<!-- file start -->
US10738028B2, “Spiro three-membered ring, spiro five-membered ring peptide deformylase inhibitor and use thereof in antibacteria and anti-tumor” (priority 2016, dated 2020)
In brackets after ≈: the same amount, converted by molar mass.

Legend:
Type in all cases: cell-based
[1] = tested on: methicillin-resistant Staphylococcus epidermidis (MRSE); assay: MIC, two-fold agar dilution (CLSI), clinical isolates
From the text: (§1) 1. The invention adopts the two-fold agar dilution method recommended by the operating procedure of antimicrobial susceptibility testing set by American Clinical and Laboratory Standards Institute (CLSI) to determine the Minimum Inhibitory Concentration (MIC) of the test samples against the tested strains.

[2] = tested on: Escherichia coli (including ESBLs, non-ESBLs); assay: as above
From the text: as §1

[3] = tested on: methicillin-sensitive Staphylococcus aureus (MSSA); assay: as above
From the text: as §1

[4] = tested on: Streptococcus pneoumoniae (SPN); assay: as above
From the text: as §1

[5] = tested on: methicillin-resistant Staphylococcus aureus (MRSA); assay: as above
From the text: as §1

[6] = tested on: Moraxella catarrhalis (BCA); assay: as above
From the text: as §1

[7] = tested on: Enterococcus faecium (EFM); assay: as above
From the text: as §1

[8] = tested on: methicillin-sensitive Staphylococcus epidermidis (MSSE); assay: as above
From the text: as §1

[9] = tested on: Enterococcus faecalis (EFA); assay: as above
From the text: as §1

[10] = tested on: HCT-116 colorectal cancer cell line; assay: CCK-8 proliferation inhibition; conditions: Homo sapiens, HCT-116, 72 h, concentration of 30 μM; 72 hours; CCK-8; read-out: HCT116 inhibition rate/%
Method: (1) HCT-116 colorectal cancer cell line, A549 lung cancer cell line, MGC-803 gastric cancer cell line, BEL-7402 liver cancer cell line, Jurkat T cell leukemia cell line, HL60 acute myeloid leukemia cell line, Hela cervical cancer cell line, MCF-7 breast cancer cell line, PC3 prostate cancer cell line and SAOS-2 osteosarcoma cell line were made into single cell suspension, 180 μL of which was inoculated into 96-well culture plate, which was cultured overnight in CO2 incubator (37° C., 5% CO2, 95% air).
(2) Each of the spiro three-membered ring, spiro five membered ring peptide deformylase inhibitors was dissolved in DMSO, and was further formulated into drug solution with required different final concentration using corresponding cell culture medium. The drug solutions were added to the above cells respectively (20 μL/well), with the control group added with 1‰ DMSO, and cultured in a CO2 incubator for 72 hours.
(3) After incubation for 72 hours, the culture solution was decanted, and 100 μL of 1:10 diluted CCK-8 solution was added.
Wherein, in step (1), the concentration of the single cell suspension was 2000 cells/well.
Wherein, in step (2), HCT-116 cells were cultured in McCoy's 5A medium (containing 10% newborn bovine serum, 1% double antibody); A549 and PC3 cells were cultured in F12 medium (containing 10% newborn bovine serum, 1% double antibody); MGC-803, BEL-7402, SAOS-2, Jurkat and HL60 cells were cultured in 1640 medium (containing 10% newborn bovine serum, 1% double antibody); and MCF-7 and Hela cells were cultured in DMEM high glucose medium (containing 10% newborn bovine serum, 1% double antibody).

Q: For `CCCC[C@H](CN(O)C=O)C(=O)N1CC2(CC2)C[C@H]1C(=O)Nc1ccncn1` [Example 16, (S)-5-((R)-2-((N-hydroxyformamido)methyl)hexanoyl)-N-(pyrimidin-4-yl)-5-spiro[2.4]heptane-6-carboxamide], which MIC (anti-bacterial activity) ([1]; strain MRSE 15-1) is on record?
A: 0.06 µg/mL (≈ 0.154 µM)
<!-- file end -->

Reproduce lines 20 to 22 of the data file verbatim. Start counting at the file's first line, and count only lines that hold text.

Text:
From the text: as §1

[9] = tested on: Enterococcus faecalis (EFA); assay: as above
From the text: as §1